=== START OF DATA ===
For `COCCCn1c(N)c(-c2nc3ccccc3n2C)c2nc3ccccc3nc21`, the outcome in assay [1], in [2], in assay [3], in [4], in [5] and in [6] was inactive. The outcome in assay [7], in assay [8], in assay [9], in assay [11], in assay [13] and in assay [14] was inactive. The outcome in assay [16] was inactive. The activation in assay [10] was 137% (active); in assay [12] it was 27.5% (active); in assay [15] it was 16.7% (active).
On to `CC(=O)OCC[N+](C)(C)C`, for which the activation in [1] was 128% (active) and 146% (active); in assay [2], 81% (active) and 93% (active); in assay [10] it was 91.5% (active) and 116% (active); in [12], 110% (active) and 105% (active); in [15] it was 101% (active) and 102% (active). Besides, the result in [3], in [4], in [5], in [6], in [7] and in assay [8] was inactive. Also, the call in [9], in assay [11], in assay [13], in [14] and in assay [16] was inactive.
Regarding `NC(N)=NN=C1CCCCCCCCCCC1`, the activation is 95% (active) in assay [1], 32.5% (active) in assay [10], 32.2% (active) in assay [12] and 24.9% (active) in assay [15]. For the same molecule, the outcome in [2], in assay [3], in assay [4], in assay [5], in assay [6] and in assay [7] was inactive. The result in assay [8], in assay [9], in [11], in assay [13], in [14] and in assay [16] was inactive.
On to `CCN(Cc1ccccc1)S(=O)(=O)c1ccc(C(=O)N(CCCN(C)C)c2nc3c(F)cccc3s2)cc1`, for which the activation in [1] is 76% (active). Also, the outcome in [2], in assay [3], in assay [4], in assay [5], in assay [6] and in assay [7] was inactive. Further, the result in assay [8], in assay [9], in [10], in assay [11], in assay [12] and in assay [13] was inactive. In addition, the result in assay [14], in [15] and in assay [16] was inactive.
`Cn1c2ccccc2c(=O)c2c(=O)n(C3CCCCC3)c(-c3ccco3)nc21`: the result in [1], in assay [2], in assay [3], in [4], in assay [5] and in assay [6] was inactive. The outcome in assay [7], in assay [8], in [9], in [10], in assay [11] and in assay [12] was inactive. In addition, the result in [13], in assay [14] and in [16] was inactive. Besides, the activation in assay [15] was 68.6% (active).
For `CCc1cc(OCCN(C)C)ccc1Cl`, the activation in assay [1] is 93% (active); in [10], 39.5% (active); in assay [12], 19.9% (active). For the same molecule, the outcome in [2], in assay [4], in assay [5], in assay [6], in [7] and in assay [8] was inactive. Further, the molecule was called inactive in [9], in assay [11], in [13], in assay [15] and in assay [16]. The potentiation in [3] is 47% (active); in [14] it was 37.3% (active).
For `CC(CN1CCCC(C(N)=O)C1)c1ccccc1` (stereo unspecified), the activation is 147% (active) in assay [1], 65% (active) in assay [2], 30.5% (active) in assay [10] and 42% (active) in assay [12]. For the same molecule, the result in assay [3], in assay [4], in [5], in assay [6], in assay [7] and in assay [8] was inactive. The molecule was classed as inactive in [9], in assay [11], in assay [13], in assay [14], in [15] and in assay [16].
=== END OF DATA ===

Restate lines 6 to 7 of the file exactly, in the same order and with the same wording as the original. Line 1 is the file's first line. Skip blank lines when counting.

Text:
For `CCc1cc(OCCN(C)C)ccc1Cl`, the activation in assay [1] is 93% (active); in [10], 39.5% (active); in assay [12], 19.9% (active). For the same molecule, the outcome in [2], in assay [4], in assay [5], in assay [6], in [7] and in assay [8] was inactive. Further, the molecule was called inactive in [9], in assay [11], in [13], in assay [15] and in assay [16]. The potentiation in [3] is 47% (active); in [14] it was 37.3% (active).
For `CC(CN1CCCC(C(N)=O)C1)c1ccccc1` (stereo unspecified), the activation is 147% (active) in assay [1], 65% (active) in assay [2], 30.5% (active) in assay [10] and 42% (active) in assay [12]. For the same molecule, the result in assay [3], in assay [4], in [5], in assay [6], in assay [7] and in assay [8] was inactive. The molecule was classed as inactive in [9], in assay [11], in assay [13], in assay [14], in [15] and in assay [16].